Corporate Crime analysis for Lexis Nexis PSL: Mirchandani v Chancellor [2020] EWCA Civ 1260 by Mark Cotter QC and Sarah Wood.

The court held that a private prosecutor was entitled to recover their costs from central funds in relation to a High Court application for enforcement of a confiscation order. Such proceedings are ‘in respect of an indictable offence’ for the purposes of section 17 of the Prosecution of Offences Act 1985 (POA 1985). The court also held that, where the private prosecutor, in the same proceedings, had been ordered to pay the costs of a third party (having unsuccessfully asserted that the third party had been in receipt of a tainted gift), then those costs were also recoverable from central funds. While the confiscation proceedings in question had arisen under the Criminal Justice Act 1988 (CJA 1988), the court held that the same principles would apply under the Proceeds of Crime Act 2002 (POCA 2002). 

What are the practical implications of this case?

Within its narrow factual context this case has limited practical implications given that the number of outstanding CJA 1988 confiscation orders deriving from private prosecutions and which require enforcement proceedings is extremely limited. However, in a wider context this case has two important and practical implications.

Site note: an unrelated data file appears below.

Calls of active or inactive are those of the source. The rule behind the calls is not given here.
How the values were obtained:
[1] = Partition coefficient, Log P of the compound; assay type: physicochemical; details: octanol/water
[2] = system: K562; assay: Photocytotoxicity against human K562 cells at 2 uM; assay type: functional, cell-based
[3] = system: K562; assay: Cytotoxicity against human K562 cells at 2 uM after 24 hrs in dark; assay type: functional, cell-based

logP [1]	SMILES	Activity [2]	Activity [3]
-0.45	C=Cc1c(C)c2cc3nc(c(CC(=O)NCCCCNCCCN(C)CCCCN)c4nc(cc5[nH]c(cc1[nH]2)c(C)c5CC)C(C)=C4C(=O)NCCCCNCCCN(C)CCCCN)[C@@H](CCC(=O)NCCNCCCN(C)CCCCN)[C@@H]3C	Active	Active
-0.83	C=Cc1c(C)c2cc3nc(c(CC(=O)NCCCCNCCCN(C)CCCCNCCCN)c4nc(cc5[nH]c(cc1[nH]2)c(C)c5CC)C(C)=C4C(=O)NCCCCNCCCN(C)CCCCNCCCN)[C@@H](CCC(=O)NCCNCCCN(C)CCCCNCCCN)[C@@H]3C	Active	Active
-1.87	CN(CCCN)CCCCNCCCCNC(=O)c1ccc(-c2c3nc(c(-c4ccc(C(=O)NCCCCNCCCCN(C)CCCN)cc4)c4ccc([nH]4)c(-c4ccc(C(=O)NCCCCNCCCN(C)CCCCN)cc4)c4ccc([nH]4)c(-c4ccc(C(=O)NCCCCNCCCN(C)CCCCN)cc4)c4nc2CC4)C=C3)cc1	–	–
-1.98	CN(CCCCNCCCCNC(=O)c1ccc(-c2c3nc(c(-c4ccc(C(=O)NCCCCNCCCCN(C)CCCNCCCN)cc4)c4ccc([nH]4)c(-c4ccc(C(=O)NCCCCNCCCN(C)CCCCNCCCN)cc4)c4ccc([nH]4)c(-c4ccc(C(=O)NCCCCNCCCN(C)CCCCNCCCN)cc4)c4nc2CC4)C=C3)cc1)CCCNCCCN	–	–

Firstly, the judgment emphasises and makes it plain that private prosecutors are entitled to claim their costs from central funds when making enforcement applications pursuant to POCA 2002. The judgment of Mrs Justice Jefford which gave rise to this appeal (Re Somaia v Lord Chancellor [2019] EWHC 1227 (QB), [2019] All ER (D) 126 (Jun)) had strongly suggested that her ruling was not confined to CJA 1988 enforcement applications but also extended to POCA 2002 enforcement. However, in giving judgment, Lord Justice Davis was keen to stress that any costs incurred by a private prosecutor for enforcement within the POCA 2002 regime could be claimed pursuant to POA 1985, s 17 and that there was no reason to distinguish between the two legislative regimes. Indeed, this was part of his rationale for finding that CJA 1988 enforcement proceedings fell within the remit of POA 1985.